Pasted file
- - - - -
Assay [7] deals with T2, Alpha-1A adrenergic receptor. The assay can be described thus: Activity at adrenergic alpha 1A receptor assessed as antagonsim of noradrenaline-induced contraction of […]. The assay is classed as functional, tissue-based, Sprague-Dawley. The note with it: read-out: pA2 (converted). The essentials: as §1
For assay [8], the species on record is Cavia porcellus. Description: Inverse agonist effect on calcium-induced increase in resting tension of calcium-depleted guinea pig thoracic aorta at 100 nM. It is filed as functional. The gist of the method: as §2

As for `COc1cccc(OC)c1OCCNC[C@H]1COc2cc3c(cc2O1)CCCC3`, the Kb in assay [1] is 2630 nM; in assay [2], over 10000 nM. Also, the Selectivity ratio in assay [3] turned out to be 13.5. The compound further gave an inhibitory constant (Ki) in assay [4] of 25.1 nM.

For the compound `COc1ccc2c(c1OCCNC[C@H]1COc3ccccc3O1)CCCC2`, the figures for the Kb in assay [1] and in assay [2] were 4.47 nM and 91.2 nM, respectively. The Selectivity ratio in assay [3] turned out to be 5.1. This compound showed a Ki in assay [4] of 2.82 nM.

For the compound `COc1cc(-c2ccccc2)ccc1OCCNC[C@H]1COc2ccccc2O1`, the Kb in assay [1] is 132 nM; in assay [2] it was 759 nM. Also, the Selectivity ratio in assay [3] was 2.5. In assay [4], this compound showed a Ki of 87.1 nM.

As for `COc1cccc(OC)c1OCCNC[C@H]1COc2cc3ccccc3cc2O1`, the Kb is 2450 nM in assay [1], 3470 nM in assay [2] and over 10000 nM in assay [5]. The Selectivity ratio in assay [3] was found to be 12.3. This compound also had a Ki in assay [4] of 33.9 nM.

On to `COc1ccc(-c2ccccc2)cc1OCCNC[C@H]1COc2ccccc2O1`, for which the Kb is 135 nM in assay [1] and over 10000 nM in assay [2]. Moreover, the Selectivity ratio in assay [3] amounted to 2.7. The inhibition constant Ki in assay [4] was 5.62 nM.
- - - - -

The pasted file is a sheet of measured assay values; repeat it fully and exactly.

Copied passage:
Assay [7] deals with T2, Alpha-1A adrenergic receptor. The assay can be described thus: Activity at adrenergic alpha 1A receptor assessed as antagonsim of noradrenaline-induced contraction of […]. The assay is classed as functional, tissue-based, Sprague-Dawley. The note with it: read-out: pA2 (converted). The essentials: as §1
For assay [8], the species on record is Cavia porcellus. Description: Inverse agonist effect on calcium-induced increase in resting tension of calcium-depleted guinea pig thoracic aorta at 100 nM. It is filed as functional. The gist of the method: as §2

As for `COc1cccc(OC)c1OCCNC[C@H]1COc2cc3c(cc2O1)CCCC3`, the Kb in assay [1] is 2630 nM; in assay [2], over 10000 nM. Also, the Selectivity ratio in assay [3] turned out to be 13.5. The compound further gave an inhibitory constant (Ki) in assay [4] of 25.1 nM.

For the compound `COc1ccc2c(c1OCCNC[C@H]1COc3ccccc3O1)CCCC2`, the figures for the Kb in assay [1] and in assay [2] were 4.47 nM and 91.2 nM, respectively. The Selectivity ratio in assay [3] turned out to be 5.1. This compound showed a Ki in assay [4] of 2.82 nM.

For the compound `COc1cc(-c2ccccc2)ccc1OCCNC[C@H]1COc2ccccc2O1`, the Kb in assay [1] is 132 nM; in assay [2] it was 759 nM. Also, the Selectivity ratio in assay [3] was 2.5. In assay [4], this compound showed a Ki of 87.1 nM.

As for `COc1cccc(OC)c1OCCNC[C@H]1COc2cc3ccccc3cc2O1`, the Kb is 2450 nM in assay [1], 3470 nM in assay [2] and over 10000 nM in assay [5]. The Selectivity ratio in assay [3] was found to be 12.3. This compound also had a Ki in assay [4] of 33.9 nM.

On to `COc1ccc(-c2ccccc2)cc1OCCNC[C@H]1COc2ccccc2O1`, for which the Kb is 135 nM in assay [1] and over 10000 nM in assay [2]. Moreover, the Selectivity ratio in assay [3] amounted to 2.7. The inhibition constant Ki in assay [4] was 5.62 nM.